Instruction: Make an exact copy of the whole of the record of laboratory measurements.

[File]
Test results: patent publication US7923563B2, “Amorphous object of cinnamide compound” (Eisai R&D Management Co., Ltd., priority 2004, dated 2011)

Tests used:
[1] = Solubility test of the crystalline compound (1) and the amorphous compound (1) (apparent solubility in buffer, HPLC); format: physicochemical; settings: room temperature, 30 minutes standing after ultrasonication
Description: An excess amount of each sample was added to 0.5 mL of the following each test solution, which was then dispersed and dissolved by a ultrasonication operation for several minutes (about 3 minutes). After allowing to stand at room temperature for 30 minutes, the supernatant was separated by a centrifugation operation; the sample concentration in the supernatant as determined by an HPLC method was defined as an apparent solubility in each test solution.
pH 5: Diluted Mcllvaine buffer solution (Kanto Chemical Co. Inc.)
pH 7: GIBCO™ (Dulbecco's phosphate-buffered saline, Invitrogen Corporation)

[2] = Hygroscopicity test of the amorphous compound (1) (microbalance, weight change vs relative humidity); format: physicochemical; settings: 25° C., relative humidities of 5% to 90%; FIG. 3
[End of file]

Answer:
Test results: patent publication US7923563B2, “Amorphous object of cinnamide compound” (Eisai R&D Management Co., Ltd., priority 2004, dated 2011)

Tests used:
[1] = Solubility test of the crystalline compound (1) and the amorphous compound (1) (apparent solubility in buffer, HPLC); format: physicochemical; settings: room temperature, 30 minutes standing after ultrasonication
Description: An excess amount of each sample was added to 0.5 mL of the following each test solution, which was then dispersed and dissolved by a ultrasonication operation for several minutes (about 3 minutes). After allowing to stand at room temperature for 30 minutes, the supernatant was separated by a centrifugation operation; the sample concentration in the supernatant as determined by an HPLC method was defined as an apparent solubility in each test solution.
pH 5: Diluted Mcllvaine buffer solution (Kanto Chemical Co. Inc.)
pH 7: GIBCO™ (Dulbecco's phosphate-buffered saline, Invitrogen Corporation)

[2] = Hygroscopicity test of the amorphous compound (1) (microbalance, weight change vs relative humidity); format: physicochemical; settings: 25° C., relative humidities of 5% to 90%; FIG. 3